AVC: So if we have a loved one who won’t listen and insists on going to a movie theater, what should we tell them to make sure they are mitigating the risks as much as possible?
AWR: Short of renting out an entire theater, which is obviously not an option for most of us, there is no scenario in which going to a movie theater is a good idea. If a movie theater is opening, they should close concessions and they need to have employees in the theaters with night-vision goggles to be able to really see people and make sure that nobody’s bringing in food and everyone is wearing masks at all times. That’s another reason movie theaters aren’t a good idea: You can’t control what everybody else is doing around you. So if you’re in room with however many people for a few hours, and you don’t know their risk statuses, you’re totally subject to the risk of everybody else around you.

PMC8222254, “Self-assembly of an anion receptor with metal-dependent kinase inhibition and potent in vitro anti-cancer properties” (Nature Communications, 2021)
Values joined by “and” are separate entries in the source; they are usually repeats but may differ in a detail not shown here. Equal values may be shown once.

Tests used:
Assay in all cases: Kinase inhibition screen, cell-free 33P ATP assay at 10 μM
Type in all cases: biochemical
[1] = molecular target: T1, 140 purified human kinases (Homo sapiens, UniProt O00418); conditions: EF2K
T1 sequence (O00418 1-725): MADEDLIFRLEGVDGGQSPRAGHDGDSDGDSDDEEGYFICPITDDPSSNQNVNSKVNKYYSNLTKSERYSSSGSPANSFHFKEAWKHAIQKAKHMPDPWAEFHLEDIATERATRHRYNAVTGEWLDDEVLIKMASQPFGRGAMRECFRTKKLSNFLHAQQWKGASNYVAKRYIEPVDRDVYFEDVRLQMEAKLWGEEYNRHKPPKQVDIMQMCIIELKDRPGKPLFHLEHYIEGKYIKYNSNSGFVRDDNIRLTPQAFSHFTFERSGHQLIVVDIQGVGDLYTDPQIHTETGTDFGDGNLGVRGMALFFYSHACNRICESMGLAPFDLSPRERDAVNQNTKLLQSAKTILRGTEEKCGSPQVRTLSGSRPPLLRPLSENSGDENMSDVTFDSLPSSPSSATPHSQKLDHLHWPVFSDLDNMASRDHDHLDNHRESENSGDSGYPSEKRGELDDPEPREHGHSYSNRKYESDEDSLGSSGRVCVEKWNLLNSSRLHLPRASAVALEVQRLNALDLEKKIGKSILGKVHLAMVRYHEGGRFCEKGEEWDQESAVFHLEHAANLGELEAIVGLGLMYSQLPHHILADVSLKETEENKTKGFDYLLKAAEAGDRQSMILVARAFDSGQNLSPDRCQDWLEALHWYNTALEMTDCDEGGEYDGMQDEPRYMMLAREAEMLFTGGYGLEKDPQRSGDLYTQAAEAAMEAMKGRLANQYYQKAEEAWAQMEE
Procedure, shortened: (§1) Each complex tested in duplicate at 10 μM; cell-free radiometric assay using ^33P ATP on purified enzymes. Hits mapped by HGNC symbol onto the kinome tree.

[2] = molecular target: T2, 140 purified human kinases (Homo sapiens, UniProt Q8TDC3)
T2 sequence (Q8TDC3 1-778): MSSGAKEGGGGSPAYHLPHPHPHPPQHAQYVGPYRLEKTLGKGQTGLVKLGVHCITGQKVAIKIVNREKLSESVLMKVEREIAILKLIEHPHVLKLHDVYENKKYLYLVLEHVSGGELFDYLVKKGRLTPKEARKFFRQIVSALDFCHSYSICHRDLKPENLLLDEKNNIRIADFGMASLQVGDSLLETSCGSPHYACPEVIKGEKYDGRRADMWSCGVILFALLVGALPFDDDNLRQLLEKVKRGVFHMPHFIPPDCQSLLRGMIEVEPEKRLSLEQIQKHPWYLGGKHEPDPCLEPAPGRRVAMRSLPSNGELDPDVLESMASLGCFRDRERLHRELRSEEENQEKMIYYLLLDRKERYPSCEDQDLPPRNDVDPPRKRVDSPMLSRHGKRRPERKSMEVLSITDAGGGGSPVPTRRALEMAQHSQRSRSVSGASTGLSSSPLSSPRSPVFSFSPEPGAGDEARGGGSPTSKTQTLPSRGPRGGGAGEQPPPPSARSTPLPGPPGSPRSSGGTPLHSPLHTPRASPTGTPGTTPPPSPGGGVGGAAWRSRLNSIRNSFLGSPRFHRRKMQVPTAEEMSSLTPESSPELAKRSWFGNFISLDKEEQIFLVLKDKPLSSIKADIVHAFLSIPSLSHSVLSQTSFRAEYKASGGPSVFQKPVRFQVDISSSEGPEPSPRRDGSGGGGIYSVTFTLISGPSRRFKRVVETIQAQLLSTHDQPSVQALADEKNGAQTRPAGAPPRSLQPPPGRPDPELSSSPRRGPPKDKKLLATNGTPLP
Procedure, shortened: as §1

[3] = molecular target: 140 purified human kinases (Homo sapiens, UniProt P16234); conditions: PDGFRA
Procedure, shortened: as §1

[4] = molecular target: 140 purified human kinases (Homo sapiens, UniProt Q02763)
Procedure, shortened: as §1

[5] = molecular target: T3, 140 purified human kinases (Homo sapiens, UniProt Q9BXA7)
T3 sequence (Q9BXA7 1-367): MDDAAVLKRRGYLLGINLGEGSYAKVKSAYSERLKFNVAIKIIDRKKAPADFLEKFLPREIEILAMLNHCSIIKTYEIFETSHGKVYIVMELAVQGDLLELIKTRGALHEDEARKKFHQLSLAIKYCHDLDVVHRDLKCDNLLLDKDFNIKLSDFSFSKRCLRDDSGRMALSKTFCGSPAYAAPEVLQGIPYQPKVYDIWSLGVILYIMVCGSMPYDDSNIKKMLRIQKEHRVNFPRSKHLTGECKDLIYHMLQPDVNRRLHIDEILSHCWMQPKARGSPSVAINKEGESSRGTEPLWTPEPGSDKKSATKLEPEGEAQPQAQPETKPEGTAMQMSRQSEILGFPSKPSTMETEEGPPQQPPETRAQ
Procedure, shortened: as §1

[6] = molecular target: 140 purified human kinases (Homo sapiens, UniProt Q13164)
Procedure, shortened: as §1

AE-S: I’d tell people to wear a mask and keep it on the entire time. And do everything touchless: Buy your ticket online, have it on your phone, don’t let them touch your phone when they scan it. Don’t spend any time in the common spaces: Go straight to your theater, sit as far away from folks as you possibly can. I agree concessions should be closed, and they should be wiping down the entire theater in between every screening.
AVC: We hear we don’t need to wipe down our mail or groceries, so why would they need to wipe down the theater?
AE-S: When you think about people shopping, most of the time they’re not picking up or touching a lot of things that they don’t end up putting in their cart and taking with them. Whereas, in a movie theater, somebody was literally sitting in that seat for multiple hours just before you got it. The probability of the virus being transmitted is really a function of how much virus is left on a particular surface, so that’s why I think wiping down a theater is important. That being said, that method of transmission is so much less likely than the aerosolized spread in the air. And, unfortunately, there’s very little you can do about that, which is why I think it’s ill-advised to go to movie theaters at all right now.